Scientists Unleash Robot Horde On Humanity
Husband and wife scientists at the University of Wyoming receive a grant to develop their swarm of robots.
In the wake of Cornell University’s demonstration of self-replicating robots, scientists at the University of Wyoming have developed robots that can detect the sources of chemical or biological contamination.
The robots could demonstrate their usefulness in the event of a feared terrorist attack with a biological weapon, or a chemical spill within a storage facility. A group of robots, communicating with each other and with human minders, would converge on the source of the contamination.
This advance would be useful today at a place like the Blue Grass Army Depot in Kentucky, where the Army has had difficulty locating a sarin nerve gas leak within a sealed storage igloo. The building contains 2,500 rockets loaded with the toxin.
But for now, the robots exist mostly on paper, and in computer simulations. On one of the scientist’s web sites, a video of seven robots can be seen getting into formation and jointly moving toward a goal.
The scientists, Diana and William Spears, have received a $100,000 USD grant from the National Science Foundation to build their robots.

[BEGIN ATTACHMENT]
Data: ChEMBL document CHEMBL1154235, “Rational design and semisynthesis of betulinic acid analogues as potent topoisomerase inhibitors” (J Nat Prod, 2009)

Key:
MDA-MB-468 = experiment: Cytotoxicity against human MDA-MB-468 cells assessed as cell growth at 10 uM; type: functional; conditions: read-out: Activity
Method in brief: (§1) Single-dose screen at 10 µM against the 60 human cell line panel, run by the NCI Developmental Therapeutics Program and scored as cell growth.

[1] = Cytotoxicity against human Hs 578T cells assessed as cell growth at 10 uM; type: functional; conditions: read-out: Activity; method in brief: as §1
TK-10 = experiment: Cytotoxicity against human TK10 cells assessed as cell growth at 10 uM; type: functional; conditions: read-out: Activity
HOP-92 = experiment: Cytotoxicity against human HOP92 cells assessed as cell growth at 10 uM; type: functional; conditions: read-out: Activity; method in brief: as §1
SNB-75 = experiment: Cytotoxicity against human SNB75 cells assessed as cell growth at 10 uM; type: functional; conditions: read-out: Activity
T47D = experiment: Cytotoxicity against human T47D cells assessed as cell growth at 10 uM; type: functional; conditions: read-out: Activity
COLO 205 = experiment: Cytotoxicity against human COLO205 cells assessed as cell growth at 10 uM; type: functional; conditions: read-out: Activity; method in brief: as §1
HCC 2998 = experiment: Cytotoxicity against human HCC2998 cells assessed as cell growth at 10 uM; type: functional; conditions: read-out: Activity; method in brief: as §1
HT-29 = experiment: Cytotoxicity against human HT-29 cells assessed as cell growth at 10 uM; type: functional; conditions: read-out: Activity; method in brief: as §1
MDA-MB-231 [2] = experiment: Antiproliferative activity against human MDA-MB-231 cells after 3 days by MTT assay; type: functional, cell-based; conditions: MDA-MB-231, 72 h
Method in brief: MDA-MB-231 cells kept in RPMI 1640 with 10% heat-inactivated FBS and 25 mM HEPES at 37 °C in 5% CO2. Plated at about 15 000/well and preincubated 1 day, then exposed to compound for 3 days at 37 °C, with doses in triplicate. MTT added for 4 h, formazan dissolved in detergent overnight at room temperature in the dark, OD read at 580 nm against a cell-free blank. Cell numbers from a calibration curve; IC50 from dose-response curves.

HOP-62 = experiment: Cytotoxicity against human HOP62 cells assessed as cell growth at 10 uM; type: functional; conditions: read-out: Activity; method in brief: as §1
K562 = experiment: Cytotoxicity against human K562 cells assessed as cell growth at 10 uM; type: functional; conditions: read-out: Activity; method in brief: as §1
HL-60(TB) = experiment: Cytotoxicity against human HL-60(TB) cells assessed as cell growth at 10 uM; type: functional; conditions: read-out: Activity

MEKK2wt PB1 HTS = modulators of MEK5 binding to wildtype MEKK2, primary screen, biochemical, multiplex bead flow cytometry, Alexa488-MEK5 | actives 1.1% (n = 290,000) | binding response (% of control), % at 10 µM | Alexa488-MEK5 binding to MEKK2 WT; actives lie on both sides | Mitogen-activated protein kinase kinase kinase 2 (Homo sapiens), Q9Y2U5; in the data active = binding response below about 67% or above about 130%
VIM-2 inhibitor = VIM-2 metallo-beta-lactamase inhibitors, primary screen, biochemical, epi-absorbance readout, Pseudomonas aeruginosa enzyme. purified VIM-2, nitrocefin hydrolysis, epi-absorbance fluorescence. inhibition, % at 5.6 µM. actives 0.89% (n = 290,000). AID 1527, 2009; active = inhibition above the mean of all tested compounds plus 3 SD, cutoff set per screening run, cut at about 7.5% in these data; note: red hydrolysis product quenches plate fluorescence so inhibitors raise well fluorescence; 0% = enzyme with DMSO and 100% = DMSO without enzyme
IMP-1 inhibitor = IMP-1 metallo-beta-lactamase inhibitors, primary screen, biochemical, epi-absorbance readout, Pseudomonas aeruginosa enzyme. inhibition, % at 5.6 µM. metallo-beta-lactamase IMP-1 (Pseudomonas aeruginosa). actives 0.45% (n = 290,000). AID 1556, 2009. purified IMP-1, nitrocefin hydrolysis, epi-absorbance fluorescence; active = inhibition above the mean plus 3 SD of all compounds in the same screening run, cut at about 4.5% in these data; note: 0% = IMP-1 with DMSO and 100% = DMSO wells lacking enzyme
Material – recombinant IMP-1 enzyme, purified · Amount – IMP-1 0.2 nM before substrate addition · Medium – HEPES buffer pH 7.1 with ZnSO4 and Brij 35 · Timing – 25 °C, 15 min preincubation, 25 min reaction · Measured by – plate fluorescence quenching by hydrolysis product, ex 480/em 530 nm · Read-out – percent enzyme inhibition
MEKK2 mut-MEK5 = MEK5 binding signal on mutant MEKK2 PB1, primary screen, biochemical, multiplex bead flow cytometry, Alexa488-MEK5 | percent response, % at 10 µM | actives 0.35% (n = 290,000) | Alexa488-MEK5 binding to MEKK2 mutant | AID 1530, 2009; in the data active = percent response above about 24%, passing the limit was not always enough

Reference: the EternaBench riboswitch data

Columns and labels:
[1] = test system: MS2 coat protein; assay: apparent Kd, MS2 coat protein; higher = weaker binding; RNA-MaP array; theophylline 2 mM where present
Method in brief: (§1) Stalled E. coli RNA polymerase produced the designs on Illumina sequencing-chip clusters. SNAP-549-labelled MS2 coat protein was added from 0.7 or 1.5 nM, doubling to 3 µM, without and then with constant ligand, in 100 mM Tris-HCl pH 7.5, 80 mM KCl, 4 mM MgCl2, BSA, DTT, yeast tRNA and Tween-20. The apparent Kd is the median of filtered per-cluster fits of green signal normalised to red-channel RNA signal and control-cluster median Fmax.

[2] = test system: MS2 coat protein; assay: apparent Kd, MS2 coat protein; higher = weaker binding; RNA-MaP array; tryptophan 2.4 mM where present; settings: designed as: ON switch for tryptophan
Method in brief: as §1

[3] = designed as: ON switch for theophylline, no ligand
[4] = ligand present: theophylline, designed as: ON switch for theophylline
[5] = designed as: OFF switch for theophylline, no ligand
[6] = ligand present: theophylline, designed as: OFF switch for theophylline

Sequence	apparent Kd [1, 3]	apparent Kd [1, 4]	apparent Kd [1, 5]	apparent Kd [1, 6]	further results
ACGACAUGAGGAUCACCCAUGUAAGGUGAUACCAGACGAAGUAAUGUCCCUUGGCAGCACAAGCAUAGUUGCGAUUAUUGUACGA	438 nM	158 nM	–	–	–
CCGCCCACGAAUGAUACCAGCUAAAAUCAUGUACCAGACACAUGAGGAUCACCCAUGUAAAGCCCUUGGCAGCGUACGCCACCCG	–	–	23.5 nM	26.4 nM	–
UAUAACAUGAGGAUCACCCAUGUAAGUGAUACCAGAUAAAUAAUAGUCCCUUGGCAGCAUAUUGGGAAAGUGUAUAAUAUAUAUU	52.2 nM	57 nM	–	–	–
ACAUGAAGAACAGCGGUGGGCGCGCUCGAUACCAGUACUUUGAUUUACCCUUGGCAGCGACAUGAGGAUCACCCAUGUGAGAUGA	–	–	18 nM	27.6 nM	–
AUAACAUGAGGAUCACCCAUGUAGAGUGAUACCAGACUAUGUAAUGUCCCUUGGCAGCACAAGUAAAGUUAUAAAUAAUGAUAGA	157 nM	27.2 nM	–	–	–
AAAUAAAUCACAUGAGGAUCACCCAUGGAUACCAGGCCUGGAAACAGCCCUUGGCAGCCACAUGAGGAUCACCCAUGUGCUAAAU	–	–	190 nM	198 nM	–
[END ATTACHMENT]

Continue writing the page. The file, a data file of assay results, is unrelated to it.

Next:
In a Laramie Boomerang story, scientist Diana Spears said: “Somebody from the National Science Foundation came out here and said we had the best robotics work he’d ever seen.”
A swarm of robots seeking a chemical leak can cover more territory than a single robot, and if one robot encounters a problem and can’t take part in a search, others can cover for it. And potentially, those robots could call upon another robot to decontaminate the problem.
Chemical detection will be the feature of the first robots the scientists and their team will develop. Robots would be equipped with the technology needed to measure wind direction and speed, and sensors to measure the chemicals detected.
The developers will build their prototype robots with an eye on having operational ones available in a year. At that time, they would demonstrate the technology to interested parties like the military.
Should they succeed with the demonstration, more funding would be forthcoming. Future developments could be for robot hordes capable of swimming, or even flight.
Maybe someday, they’ll even be able to self-replicate.
David Utter is a staff writer for WebProNews covering technology and business. Email him here.